Year of entry: 2018
Course unit details:
Philosophy of Psychology
|Unit level||Level 3|
|Teaching period(s)||Semester 1|
|Available as a free choice unit?||No|
This course will be concerned with questions about conscious experience, theories of perception, the modularity of mind, simulation theory, and the individuation of the senses. Questions include:
Is the mind made up of task-specific modules?
Can we perceive things of which we have no conception?
How do we know what other people are thinking?
How do we distinguish visual from auditory experience?
Philosophy of psychology draws on a range of empirical results in psychology, and this course will introduce students to scientific evidence that has a bearing on these philosophical issues.
40 PHIL credits at Level 2.
The course aims to:
- Help students to engage with some of the central problems in philosophy of psychology;
- Enhance students' power of critical analysis, reasoning and independent thought, and their ability to bring those powers to bear on important philosophical issues;
- Familiarise students with some of the most interesting and provocative texts in contemporary work on philosophy of psychology.
On successful completion of this course unit, students will be able to demonstrate:
- Knowledge and understanding of a range of central 20th century texts on philosophy of psychology;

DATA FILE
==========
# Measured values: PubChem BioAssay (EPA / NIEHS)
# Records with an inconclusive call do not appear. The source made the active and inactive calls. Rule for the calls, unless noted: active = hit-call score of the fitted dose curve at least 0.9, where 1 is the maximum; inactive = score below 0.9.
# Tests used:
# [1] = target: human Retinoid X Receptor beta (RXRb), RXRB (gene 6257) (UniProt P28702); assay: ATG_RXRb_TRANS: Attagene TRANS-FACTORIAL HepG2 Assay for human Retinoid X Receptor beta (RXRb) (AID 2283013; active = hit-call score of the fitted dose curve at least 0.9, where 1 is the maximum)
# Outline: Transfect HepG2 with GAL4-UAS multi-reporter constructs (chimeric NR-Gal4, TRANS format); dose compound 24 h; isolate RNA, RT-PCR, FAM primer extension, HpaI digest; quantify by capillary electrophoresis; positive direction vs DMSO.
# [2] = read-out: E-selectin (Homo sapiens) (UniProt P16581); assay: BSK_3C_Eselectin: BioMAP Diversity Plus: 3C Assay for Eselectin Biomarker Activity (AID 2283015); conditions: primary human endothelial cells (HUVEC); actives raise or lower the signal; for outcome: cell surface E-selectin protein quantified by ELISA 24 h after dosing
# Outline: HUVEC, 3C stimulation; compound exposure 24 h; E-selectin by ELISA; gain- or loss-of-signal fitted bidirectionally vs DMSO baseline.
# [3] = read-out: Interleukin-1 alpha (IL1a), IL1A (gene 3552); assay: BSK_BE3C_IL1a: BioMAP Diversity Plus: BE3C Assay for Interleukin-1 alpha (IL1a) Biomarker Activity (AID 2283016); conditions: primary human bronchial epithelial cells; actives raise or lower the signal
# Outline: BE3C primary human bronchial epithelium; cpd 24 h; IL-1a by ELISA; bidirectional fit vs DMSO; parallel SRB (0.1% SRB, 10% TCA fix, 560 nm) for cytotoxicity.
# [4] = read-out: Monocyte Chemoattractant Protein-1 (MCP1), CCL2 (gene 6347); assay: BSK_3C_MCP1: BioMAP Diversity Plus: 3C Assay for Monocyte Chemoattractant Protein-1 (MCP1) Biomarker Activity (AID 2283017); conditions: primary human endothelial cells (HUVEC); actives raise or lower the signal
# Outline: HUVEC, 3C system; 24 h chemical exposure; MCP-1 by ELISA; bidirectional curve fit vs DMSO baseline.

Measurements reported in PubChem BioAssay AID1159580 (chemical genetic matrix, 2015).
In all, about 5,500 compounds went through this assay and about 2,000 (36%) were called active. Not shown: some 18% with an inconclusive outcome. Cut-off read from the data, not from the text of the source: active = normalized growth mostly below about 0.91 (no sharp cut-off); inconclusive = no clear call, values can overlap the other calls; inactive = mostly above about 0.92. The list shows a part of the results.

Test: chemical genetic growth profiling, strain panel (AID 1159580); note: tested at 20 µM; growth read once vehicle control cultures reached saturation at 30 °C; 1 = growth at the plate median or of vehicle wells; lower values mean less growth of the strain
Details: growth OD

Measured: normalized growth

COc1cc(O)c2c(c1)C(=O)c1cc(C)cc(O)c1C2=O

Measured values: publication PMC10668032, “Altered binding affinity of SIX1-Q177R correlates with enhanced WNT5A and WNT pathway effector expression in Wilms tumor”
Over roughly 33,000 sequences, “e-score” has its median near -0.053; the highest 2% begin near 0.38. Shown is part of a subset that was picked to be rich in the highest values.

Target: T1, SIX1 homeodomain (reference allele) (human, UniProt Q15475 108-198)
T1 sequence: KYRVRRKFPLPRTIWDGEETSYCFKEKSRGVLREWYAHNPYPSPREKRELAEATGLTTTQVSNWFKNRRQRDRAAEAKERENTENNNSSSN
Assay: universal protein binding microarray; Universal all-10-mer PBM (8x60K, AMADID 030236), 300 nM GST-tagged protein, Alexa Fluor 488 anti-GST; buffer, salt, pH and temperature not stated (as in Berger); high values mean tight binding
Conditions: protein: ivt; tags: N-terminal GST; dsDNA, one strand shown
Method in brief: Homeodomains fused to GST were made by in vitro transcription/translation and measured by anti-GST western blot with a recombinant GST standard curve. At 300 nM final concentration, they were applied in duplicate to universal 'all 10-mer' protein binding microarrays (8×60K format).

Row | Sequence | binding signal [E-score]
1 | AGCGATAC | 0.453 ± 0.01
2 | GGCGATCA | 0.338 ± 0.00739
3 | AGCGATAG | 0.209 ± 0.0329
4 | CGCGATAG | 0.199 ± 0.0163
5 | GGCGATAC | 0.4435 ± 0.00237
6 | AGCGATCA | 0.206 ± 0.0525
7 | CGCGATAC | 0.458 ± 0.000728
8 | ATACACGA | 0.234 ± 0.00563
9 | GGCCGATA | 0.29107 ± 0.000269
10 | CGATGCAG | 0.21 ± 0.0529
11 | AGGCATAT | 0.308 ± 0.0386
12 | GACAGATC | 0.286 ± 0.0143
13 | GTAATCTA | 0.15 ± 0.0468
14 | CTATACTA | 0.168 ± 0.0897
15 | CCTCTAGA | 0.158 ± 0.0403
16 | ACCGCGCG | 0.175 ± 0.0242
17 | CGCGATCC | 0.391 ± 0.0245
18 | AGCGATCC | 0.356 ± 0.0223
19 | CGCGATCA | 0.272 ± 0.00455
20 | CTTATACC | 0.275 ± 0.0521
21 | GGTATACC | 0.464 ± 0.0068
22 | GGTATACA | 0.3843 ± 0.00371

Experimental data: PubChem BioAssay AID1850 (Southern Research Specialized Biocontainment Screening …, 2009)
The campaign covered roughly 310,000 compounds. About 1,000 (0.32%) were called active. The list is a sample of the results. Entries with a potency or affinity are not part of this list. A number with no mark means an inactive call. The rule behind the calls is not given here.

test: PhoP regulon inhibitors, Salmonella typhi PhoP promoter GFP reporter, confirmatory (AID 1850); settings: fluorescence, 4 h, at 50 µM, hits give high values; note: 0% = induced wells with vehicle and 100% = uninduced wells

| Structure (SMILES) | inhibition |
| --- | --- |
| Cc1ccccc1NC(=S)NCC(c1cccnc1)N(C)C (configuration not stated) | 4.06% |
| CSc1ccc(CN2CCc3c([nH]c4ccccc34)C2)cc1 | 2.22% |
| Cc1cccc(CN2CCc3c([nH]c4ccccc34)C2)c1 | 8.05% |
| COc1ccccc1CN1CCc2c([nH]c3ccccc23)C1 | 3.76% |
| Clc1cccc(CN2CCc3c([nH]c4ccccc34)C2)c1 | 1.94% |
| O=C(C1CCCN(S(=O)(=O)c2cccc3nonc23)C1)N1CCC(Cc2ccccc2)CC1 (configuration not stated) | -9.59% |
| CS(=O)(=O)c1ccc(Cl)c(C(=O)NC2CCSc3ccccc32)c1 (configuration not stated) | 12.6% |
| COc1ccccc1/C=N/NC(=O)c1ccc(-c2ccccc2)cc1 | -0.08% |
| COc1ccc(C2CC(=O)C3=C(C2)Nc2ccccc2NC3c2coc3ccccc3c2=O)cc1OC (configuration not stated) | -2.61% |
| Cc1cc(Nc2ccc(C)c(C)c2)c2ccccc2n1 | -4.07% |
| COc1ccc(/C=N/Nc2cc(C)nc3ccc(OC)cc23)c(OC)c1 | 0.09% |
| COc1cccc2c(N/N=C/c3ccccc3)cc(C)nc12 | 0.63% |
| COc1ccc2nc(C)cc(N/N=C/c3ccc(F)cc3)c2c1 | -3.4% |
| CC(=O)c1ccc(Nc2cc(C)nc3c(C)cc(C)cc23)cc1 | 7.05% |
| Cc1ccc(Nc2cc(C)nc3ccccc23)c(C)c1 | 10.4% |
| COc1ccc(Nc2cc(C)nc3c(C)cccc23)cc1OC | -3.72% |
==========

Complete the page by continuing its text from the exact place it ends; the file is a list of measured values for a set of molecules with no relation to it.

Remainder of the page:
- Some in-depth critical knowledge of the most important modern and contemporary theories in the areas covered by the course;
- The ability to critically reflect on those theories, and to articulate and defend their own views.
Teaching and learning methods
One 2-hour lecture and one 1-hour tutorial per week
- Analytical skills
- Group/team working
- Oral communication
- Problem solving
- Written communication
|Written assignment (inc essay)||25%|
The School of Social Sciences (SoSS) is committed to providing timely and appropriate feedback to students on their academic progress and achievement, thereby enabling students to reflect on their progress and plan their academic and skills development effectively. Students are reminded that feedback is necessarily responsive: only when a student has done a certain amount of work and approaches us with it at the appropriate fora is it possible for us to feed back on the student's work. The main forms of feedback on this course are written feedback responses to assessed essays and exam answers.
We also draw your attention to the variety of generic forms of feedback available to you on this as on all SoSS courses. These include: meeting the lecturer/tutor during their office hours; e-mailing questions to the lecturer/tutor; asking questions from the lecturer (before and after lecture); presenting a question on the discussion board on Blackboard; and obtaining feedback from your peers during tutorials.
George Botterill and Peter Carruthers - The Philosophy of Psychology (Cambridge University Press)
|Scheduled activity hours|
|Independent study hours|
|Michael Scott||Unit coordinator|